Is it possible that sales of highbrow books are hampered by cover designs that don't immediately grab bookstore browsers? The magazine and Web site Bookninja has asked its readers to devise covers for some very serious books that would generate more action at the cash register -- and then vote which refashioning is the best.
It's hard to choose. Might the most creative re-imagining be Pynchon's "Vineland" presented in a way that might reel in wine connoisseurs? Before the oenophiles catch on to the bait-and-switch, they might well be devoted Pynchonites. Or a version of Virginia Woolf's "To the Lighthouse" in which plot is played up -- to say the least --over that daunting stream-of consciousness stuff people may have heard about? Someone punched up "On the Road" with a classic space-opera cover, complete with imploding battlecraft. (I feel like I've been seeing that cover in supermarkets for decades.)
Would you pick up a copy of "Rogue Tory: The Life and Legend of John G. Diefenbaker"? You might if it you thought his maverick-tude had something to do with floating above the moon in a '50s'-style space suit.
Your votes -- I don't think the polls have closed yet; the site keeps getting good new entries -- can be sent to editors [at] bookninja.com. Do peruse all the entries; I'd hate to skew the results of this fine contest with my own preferences.
More contest entries after the jump
Via Maud Newton
The author is solely responsible for the content.
Leon Neyfakh is the staff writer for Ideas. Amanda Katz is the deputy Ideas editor. Stephen Heuser is the Ideas editor.
Guest blogger Simon Waxman is Managing Editor of Boston Review and has written for WBUR, Alternet, McSweeney's, Jacobin, and others.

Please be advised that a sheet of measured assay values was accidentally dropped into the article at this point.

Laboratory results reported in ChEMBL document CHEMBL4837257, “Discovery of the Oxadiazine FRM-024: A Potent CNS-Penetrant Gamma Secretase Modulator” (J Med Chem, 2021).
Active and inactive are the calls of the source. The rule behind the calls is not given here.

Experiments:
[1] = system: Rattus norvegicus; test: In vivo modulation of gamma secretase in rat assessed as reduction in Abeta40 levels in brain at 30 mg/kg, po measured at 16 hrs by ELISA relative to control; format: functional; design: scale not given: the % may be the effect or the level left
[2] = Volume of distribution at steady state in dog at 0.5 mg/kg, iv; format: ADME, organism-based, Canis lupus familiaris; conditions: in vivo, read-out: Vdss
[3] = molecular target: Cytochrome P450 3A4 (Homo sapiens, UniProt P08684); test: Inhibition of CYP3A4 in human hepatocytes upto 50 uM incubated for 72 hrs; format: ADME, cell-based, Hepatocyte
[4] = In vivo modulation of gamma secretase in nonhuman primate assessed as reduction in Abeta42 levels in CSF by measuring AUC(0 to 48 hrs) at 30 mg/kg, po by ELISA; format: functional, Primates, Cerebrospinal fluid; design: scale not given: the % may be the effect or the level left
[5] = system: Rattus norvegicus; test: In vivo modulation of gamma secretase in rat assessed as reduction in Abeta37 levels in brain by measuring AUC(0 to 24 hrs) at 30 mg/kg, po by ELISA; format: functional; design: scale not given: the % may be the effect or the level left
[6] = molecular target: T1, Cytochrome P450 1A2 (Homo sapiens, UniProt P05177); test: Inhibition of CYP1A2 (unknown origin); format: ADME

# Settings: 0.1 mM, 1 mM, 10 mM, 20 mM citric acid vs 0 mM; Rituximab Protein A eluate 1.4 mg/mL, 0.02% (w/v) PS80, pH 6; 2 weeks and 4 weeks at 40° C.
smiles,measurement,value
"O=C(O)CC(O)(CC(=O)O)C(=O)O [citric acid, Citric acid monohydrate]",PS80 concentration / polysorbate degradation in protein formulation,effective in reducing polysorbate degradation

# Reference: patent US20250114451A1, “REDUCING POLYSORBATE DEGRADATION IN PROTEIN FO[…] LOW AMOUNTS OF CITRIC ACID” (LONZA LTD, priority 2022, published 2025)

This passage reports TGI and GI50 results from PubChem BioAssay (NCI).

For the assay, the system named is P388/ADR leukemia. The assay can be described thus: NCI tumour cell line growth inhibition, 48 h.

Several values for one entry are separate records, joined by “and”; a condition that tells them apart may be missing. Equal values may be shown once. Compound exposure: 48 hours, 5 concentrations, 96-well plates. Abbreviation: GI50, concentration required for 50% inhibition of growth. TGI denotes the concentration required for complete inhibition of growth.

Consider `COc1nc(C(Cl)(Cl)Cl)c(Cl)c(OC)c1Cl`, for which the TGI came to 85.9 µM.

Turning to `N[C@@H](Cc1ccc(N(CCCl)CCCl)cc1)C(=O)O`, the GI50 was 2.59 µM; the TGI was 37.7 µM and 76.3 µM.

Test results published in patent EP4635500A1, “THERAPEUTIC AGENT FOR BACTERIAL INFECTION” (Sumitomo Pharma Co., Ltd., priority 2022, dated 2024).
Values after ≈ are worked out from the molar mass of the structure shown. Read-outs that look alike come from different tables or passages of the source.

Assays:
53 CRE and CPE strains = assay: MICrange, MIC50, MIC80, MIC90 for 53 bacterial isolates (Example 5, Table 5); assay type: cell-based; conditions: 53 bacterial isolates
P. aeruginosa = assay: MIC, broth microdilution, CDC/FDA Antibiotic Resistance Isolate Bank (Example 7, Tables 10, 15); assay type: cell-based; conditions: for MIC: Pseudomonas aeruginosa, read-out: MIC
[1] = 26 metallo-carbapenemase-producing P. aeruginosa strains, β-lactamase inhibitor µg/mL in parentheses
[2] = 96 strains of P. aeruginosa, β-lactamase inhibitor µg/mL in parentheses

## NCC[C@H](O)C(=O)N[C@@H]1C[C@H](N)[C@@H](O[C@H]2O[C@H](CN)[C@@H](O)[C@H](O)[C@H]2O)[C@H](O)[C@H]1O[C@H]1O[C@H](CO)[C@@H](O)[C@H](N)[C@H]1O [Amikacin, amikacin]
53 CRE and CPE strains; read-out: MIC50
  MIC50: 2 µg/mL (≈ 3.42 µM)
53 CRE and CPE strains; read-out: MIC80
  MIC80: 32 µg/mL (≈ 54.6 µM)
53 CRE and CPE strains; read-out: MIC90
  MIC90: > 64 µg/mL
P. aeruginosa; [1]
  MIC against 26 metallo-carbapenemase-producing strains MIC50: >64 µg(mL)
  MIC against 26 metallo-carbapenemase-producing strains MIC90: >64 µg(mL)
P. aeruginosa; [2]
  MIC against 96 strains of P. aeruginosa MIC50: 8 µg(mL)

Guest blogger Elizabeth Manus is a writer living in New York City. She has been a book review editor at the Boston Phoenix, and a columnist for The New York Observer and Metro.
Guest blogger Sarah Laskow is a freelance writer and editor in New York City. She edits Smithsonian's SmartNews blog and has contributed to Salon, Good, The American Prospect, Bloomberg News, and other publications.
Guest blogger Joshua Glenn is a Boston-based writer, publisher, and freelance semiotician. He was the original Brainiac blogger, and is currently editor of the blog HiLobrow, publisher of a series of Radium Age science fiction novels, and co-author/co-editor of several books, including the story collection "Significant Objects" and the kids' field guide to life "Unbored."
Guest blogger Ruth Graham is a freelance journalist in New Hampshire, and a frequent Ideas contributor. She is a former features editor for the New York Sun, and has written for publications including Slate and the Wall Street Journal.
Joshua Rothman is a graduate student and Teaching Fellow in the Harvard English department, and an Instructor in Public Policy at the Harvard Kennedy School of Government. He teaches novels and political writing.